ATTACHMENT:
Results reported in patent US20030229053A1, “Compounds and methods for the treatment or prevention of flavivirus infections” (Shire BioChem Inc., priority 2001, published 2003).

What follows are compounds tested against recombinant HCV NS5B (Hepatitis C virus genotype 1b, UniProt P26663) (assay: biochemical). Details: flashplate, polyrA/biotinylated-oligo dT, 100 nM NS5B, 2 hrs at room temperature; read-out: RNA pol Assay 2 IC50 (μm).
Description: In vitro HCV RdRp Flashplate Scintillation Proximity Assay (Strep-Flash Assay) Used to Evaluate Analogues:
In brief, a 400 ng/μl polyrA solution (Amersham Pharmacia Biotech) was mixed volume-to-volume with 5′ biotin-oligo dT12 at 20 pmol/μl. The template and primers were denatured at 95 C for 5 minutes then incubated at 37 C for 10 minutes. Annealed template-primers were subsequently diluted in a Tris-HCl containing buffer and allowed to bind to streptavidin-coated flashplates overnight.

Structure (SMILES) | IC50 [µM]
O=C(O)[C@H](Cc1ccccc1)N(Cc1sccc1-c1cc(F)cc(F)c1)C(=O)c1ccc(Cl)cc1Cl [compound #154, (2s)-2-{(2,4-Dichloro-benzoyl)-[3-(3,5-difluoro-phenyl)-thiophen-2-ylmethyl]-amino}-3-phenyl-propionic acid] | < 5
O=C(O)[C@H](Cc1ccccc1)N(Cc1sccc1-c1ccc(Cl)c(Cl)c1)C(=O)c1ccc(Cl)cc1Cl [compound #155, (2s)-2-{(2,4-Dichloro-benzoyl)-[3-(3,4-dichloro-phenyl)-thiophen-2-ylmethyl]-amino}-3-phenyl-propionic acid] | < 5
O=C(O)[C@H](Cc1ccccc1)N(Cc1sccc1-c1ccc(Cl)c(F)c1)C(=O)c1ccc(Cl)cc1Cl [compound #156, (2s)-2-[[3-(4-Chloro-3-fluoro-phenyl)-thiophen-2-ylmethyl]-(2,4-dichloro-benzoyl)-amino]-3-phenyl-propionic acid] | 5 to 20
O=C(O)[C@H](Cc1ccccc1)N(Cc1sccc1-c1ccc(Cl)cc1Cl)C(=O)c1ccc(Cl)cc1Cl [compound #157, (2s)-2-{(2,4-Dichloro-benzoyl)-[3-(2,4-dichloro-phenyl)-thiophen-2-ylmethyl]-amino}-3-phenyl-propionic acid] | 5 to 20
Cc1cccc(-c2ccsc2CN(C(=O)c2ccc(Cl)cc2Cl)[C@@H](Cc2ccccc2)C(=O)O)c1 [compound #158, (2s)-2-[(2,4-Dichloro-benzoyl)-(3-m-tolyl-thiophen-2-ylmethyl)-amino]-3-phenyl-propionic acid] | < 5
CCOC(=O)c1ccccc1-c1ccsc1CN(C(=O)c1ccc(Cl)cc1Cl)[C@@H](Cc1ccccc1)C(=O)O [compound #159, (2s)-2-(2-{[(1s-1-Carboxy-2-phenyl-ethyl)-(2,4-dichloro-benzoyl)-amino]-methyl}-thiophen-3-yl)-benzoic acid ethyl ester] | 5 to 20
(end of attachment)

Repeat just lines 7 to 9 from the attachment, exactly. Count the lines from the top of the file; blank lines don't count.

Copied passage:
O=C(O)[C@H](Cc1ccccc1)N(Cc1sccc1-c1ccc(Cl)c(Cl)c1)C(=O)c1ccc(Cl)cc1Cl [compound #155, (2s)-2-{(2,4-Dichloro-benzoyl)-[3-(3,4-dichloro-phenyl)-thiophen-2-ylmethyl]-amino}-3-phenyl-propionic acid] | < 5
O=C(O)[C@H](Cc1ccccc1)N(Cc1sccc1-c1ccc(Cl)c(F)c1)C(=O)c1ccc(Cl)cc1Cl [compound #156, (2s)-2-[[3-(4-Chloro-3-fluoro-phenyl)-thiophen-2-ylmethyl]-(2,4-dichloro-benzoyl)-amino]-3-phenyl-propionic acid] | 5 to 20
O=C(O)[C@H](Cc1ccccc1)N(Cc1sccc1-c1ccc(Cl)cc1Cl)C(=O)c1ccc(Cl)cc1Cl [compound #157, (2s)-2-{(2,4-Dichloro-benzoyl)-[3-(2,4-dichloro-phenyl)-thiophen-2-ylmethyl]-amino}-3-phenyl-propionic acid] | 5 to 20